When France under the Ancien Régime took control of Corsica, in 1769, French became the national language, but Letizia never learned the tongue. When she was 35, her husband died of cancer. She was decreed "Madam, the Mother of His Majesty the Emperor" (Madame Mère de l'Empereur), Imperial Highness, on 18 May 1804 or 23 March 1805. She died of old age in Rome, in 1836, aged 85. By then she was nearly blind and had outlived her most famous son Napoleon by 15 years.


Letizia Ramolino From Wikipedia, the free encyclopedia

Nobile Maria Letizia Bonaparte née Ramolino[1] (Marie-Lætitia Ramolino, Madame Mère de l'Empereur) (24 August 1750 – 2 February 1836) was the mother of Napoleon I of France. She was born in Ajaccio, Corsica, to Nobile Giovanni Geronimo Ramolino (13 April 1723 – 1755), Captain of Corse Regiments of Chivalry and Infantry in the Army of the Republic of Genoa, and wife Nobile Angela Maria Pietrasanta (circa 1725 – 1790). The distant cousins of the Ramolinos were a low rank of nobility in the Republic of Genoa. Letizia was not formally educated. On 2/7 June 1764, when she was 14, she married at Ajaccio Attorney Carlo Buonaparte. She bore 13 children, eight of whom survived infancy, and most of which survivors were made monarchs by Napoleon: Napoleone Buonaparte (1764/1765 – 17 August 1765) Maria Anna Buonaparte (3 January 1767 – 1 January 1768) Joseph Bonaparte (7 January 1768 – 28 July 1844)King of Naples and Sicily, King of Spain and the Indies, and Comte de Survilliers. Napoleon I of France (15 August 1769 – 5 May 1821), Emperor of the French and namesake of his deceased older brother Maria Anna Buonaparte (1770), namesake of her deceased older sister Maria Anna Buonaparte (14 July – 23 November 1771), namesake of her deceased older sisters A stillborn son Lucien Bonaparte (21 May 1775 – 29 June 1840), Prince of Canino Elisa Bonaparte (13 January 1777 – 7 August 1820), Grand Duchess of Tuscany Louis Bonaparte (2 September 1778 – 25 July 1846), King of Holland Pauline Bonaparte (20 October 1780 – 9 June 1825), Sovereign Princess and Duchess of Guastalla Caroline Bonaparte (24 March 1782 – 18 May 1839), Grand Duchess of Berg and Cleves, wife of Joachim Murat, later queen consort of Naples Jérôme Bonaparte (15 November 1784 - 24 June 1860), King of Westphalia.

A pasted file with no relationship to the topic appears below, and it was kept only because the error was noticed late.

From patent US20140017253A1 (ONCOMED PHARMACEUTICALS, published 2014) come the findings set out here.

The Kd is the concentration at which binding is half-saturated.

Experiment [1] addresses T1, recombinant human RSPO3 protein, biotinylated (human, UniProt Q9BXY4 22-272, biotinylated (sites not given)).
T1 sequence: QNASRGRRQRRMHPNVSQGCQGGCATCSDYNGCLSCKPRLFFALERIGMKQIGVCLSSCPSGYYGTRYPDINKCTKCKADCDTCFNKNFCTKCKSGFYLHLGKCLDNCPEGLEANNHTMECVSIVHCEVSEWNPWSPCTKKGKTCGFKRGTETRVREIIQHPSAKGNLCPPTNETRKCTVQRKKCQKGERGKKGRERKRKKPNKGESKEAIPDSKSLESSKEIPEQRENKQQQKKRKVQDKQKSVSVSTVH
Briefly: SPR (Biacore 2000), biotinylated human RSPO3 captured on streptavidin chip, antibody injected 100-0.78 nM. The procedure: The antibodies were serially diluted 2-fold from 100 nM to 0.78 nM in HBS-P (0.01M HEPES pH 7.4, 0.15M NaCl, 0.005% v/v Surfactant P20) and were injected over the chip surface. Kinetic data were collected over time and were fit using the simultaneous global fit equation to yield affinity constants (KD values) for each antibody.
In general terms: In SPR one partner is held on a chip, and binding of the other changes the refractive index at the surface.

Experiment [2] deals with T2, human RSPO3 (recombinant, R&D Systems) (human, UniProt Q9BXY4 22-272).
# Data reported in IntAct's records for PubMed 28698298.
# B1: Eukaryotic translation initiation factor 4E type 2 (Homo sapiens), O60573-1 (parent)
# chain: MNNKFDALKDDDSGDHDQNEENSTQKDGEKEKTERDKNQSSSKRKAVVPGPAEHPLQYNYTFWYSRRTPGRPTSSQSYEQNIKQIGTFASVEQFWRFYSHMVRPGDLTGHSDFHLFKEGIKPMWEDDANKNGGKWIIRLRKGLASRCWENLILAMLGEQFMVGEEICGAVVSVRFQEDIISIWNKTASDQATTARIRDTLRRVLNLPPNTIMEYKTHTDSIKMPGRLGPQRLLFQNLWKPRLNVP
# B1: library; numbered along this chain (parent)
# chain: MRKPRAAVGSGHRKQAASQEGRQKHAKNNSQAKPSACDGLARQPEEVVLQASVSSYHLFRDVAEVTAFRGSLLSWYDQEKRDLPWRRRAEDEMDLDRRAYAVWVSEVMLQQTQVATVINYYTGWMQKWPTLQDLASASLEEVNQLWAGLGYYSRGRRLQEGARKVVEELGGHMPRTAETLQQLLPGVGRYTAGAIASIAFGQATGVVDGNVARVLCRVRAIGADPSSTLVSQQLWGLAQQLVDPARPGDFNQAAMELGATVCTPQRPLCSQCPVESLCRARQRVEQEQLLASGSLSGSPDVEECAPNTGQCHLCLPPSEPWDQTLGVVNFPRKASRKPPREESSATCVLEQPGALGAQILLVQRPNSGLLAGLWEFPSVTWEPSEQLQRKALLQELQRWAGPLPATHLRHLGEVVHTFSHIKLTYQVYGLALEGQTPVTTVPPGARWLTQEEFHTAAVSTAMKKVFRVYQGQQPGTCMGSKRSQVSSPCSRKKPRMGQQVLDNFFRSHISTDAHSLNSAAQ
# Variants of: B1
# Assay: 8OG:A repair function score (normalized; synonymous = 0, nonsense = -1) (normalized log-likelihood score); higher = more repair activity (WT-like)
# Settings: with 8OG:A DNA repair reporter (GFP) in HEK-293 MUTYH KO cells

She was a harsh mother, and had a very down-to-earth view of most things. When most European mothers, even those in the upper class, bathed perhaps once a month, she had her children bathed every other day. When France under the Ancien Régime took control of Corsica, in 1769, French became the national language, but Letizia never learned the tongue. When she was 35, her husband died of cancer. She was decreed "Madam, the Mother of His Majesty the Emperor" (Madame Mère de l'Empereur), Imperial Highness, on 18 May 1804 or 23 March 1805. She died of old age in Rome, in 1836, aged 85, three weeks before the 50th anniversary of her husband's death. By then she was nearly blind and had outlived her most famous son Napoleon by 15 years.


Nobile Maria Letizia Buonaparte née Ramolino was an Italian noble, mother of Napoleon I of France.

She was born in Ajaccio, Corsica, Republic of Genoa, the daughter of Nobile Giovanni Geronimo Ramolino (13 April 1723 – 1755), Captain of Corsican Regiments of Chivalry and Infantry in the Army of the Republic of Genoa, and his wife Nobile Angela Maria Pietrasanta (circa 1725–1790). The distant cousins of the Ramolinos were a low rank of nobility in the Republic of Genoa. Like most such girls in the 18th century, Letizia was educated at home. After the death of her father, her mother remarried the Swiss-born naval officer Franz Fesch, a captain in the service of the Republic of Genoa stationed on Corsica, and gave birth to two children, among them her half-brother Joseph Fesch.